You hear it all the time: Keywords and links, keywords and links, keywords and links. Is that really what it’s all about?
Well, let’s just say that managing your keywords is just a part of the territory. Building and managing links, too, is a part of running an online business, but there are some links that you have no control over. You can’t always manage the anchor text people use to link to you, or what page they link to either. But you can guide your link building efforts in some ways.
For local small businesses, the game is a little different than it is Internet-only businesses. If you sell widgets online then you need to show up in the SERPs for widget as much as you can and try to capture those long-term phrases as well. Locally, it may not be as important to rank well for the generic and long-term keyword phrases. You just need to rank well for them along with your geographic place names and search terms. And that’s easier to do.
Let’s say that “widget” returns 1 million results. Most of those results will be for website that represent businesses based all over the world. But if you narrow your search to “widget Minnesota” then you’ll cut down on the number of results. Let’s say it comes to 350,000. Narrow it further still to “widget st. paul minnesota” and you could narrow those results to less than 100,000. But what do you do with that.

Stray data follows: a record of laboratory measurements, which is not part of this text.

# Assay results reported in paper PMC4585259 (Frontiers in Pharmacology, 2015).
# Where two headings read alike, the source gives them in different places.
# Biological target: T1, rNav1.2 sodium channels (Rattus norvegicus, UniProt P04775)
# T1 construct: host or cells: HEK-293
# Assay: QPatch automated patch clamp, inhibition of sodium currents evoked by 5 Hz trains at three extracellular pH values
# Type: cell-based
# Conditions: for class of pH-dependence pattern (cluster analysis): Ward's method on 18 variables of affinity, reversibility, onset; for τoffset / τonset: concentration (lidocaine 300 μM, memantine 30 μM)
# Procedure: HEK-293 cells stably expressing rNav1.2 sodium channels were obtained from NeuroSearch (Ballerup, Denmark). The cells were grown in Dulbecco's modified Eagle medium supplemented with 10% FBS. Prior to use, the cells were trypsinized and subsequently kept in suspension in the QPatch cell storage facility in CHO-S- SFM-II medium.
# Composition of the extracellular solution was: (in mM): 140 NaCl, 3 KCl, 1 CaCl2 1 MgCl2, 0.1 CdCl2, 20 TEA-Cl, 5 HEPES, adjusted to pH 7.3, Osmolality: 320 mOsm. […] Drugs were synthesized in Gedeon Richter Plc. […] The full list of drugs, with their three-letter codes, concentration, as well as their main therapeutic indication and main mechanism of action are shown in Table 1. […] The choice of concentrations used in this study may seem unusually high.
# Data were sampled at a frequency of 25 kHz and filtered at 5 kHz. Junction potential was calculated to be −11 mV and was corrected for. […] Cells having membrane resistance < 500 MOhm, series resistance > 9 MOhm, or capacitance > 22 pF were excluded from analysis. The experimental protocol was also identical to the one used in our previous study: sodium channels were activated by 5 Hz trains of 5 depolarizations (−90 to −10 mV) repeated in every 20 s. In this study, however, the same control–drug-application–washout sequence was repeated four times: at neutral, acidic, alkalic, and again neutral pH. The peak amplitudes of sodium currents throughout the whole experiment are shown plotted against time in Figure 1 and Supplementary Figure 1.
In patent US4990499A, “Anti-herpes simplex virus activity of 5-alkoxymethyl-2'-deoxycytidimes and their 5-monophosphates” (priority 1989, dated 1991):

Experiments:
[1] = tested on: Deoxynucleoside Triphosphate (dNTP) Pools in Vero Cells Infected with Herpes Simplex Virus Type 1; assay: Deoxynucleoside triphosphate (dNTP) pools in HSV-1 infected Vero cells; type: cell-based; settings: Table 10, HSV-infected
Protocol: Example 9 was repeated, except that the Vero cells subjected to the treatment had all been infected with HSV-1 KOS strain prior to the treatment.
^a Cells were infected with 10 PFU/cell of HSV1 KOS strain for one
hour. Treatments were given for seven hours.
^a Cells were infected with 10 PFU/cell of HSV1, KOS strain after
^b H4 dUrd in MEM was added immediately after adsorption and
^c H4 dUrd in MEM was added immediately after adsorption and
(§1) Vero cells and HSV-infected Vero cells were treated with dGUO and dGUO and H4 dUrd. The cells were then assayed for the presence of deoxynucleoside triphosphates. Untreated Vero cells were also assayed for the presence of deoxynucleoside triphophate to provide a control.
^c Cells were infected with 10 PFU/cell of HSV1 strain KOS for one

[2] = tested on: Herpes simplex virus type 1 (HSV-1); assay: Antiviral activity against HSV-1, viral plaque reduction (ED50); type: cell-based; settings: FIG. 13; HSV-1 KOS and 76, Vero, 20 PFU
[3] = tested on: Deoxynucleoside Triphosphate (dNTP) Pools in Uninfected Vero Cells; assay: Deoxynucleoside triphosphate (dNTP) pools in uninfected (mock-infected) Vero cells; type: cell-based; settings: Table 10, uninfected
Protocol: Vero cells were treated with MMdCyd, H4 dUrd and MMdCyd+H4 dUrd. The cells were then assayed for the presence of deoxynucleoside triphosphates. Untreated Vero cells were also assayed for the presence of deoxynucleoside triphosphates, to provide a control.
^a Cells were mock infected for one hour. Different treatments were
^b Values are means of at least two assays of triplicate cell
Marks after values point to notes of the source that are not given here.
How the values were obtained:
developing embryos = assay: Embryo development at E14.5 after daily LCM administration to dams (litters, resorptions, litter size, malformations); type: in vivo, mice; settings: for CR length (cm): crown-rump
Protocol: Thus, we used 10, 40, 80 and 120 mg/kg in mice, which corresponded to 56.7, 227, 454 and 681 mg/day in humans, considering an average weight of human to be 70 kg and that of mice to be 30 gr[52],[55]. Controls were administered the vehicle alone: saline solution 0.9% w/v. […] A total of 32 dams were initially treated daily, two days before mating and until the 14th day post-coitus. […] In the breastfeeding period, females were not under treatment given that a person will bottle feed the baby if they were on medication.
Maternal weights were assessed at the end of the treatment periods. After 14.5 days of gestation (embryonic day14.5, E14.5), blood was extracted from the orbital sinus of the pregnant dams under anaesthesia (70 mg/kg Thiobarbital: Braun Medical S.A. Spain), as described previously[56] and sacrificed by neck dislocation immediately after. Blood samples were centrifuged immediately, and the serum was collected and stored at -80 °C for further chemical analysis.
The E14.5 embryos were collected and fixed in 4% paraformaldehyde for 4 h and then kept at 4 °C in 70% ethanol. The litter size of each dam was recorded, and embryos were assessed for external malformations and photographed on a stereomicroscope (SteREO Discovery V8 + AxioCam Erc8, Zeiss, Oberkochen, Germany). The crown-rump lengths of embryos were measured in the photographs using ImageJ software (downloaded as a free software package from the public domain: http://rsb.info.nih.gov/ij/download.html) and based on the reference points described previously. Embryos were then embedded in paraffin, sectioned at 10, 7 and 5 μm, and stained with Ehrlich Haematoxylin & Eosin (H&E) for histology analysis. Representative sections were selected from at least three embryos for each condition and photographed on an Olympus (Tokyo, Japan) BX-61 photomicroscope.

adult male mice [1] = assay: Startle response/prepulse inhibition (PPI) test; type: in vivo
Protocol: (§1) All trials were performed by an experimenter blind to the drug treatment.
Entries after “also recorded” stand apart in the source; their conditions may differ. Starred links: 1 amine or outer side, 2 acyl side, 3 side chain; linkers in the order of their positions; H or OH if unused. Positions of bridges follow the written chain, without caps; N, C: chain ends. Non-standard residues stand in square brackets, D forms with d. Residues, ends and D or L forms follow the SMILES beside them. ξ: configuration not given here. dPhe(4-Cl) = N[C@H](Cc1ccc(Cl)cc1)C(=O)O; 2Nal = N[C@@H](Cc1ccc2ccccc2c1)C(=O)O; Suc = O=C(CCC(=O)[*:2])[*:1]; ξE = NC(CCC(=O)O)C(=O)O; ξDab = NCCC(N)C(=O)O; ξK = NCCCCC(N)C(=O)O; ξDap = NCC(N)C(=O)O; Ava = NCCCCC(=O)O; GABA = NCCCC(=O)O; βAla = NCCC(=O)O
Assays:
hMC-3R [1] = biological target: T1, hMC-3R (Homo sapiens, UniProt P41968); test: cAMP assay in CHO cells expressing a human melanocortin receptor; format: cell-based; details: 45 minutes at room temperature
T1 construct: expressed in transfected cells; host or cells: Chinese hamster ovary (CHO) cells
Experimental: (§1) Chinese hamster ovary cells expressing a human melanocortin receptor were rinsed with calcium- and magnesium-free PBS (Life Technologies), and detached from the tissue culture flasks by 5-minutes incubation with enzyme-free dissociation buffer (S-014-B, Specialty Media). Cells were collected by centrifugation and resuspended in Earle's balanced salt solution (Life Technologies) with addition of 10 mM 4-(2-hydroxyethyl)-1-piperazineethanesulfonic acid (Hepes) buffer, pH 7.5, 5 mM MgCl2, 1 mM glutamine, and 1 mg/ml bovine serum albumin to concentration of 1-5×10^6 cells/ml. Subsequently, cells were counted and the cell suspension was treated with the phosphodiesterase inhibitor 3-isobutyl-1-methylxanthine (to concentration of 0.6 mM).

In most cases, you not only should pay attention to the keyword phrases you use, but try to capture each phrase for all the relevant variations of your geographic search terms (i.e. st. paul minnesota, st. paul minn, etc.). You even want to try to capture zip codes, counties, townships, and even individual neighborhoods if possible.
So you can see how local SEO is a bit different than typical SEO. The principles are the same, but going about how to achieve them a little different.